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14. Bridging the River

By Martin Crabbe | March 13 2019

14. Bridging the River

Blog Category: Campaign updateBlog Tags: Education

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    Climate Action 14 (#Love London. Love the World.)

    Target audience:  Key Stage 3 Design Technology students

    1. Bridging the River

    London’s bridges are a rich subject for the study of design and technology. They are elegant landmarks that exemplify the best technology of their time and relate closely to the city’s social and economic development. London exists because of the River Thames, however, the river also divides the city, and for many centuries London designers and engineers have sought to find new ways to bridge the Thames and bear the load of the capital’s busy traffic, while not obstructing the river’s flow or its many passenger and cargo boats. In the process they have created some of the London’s most iconic sights.

    In this unit students will engage with one of the most basic and long-standing engineering challenges tackled by Londoners throughout time. They will explore, test and use the properties of materials and the performance of structural elements to inform bridge design. A research visit to the River Thames will offer an opportunity to explore the technology and history of some of the most famous bridges in the world. And as a final project, students will plan an exhibition to share the design features and stories of the Thames’ bridges with a younger audience.

    With special mention to the Museum of London and U.C.L. (Institute of Education).

    Click here to see the resource ‘Bridging the River’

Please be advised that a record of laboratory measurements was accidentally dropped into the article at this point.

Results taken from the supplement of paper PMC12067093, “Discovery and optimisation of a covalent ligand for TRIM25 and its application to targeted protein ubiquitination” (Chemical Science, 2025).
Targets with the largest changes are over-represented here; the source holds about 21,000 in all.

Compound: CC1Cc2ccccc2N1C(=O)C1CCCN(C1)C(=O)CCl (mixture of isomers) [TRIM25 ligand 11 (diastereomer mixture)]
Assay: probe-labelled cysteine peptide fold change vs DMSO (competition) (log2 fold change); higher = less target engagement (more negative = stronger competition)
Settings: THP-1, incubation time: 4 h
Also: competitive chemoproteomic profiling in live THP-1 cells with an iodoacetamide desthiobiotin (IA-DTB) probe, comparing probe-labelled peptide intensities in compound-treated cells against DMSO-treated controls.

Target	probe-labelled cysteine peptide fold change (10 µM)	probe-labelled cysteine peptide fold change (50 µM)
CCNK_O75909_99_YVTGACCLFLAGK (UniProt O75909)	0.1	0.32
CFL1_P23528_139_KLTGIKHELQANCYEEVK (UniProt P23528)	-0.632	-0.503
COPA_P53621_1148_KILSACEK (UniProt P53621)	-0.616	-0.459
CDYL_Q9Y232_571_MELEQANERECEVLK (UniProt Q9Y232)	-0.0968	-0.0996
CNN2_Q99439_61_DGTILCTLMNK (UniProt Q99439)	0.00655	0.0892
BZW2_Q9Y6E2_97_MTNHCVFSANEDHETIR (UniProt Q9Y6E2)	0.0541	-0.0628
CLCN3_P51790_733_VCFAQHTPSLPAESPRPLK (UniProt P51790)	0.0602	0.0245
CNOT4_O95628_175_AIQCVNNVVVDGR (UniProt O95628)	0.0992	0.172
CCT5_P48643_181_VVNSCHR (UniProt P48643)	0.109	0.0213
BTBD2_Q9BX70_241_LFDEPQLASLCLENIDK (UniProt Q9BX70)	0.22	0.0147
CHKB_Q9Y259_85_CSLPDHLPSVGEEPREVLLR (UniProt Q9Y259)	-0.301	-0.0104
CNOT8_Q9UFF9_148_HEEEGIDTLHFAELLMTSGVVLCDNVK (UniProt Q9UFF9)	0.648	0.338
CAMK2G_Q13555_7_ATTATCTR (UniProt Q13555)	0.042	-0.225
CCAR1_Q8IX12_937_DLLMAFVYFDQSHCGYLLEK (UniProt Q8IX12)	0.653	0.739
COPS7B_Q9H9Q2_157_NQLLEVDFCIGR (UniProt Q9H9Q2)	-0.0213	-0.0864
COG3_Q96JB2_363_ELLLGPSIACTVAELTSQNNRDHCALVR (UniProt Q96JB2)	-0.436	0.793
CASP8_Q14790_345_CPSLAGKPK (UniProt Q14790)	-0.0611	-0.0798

1. Bridging the Global Goals

    Global Goal 9 looks at Industry, innovation and infrastructure. Read the cartoon below and consider how well London’s bridge meet these aims.

    1. Background to this resource

    This project aims to:

    1. Connect London’s schools to great resources based on their city and
    2. To suggest ways to introduce a global perspective to their work.

    Each blog will be based on two major curriculum resources available freely to teachers:

    1. The London Curriculum– developed by experts in their field working in partnership with the Mayor of London and his Education and Youth team.
    2. The World’s Largest Lesson– produced by Project Everyone in partnership with Unicef to help schools address three major challenges:
    • End extreme poverty
    • Fight inequality and injustice
    • Tackle climate change

    Each blog will aim to provide ways for teachers to reflect on these big issues through their own contexts, subject areas and from a London perspective.

    Thanks to the teams at City Hall and Project Everyone for providing these great resources. Some of my blog has been adapted from their websites.

     

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WRITTEN BY

Martin Crabbe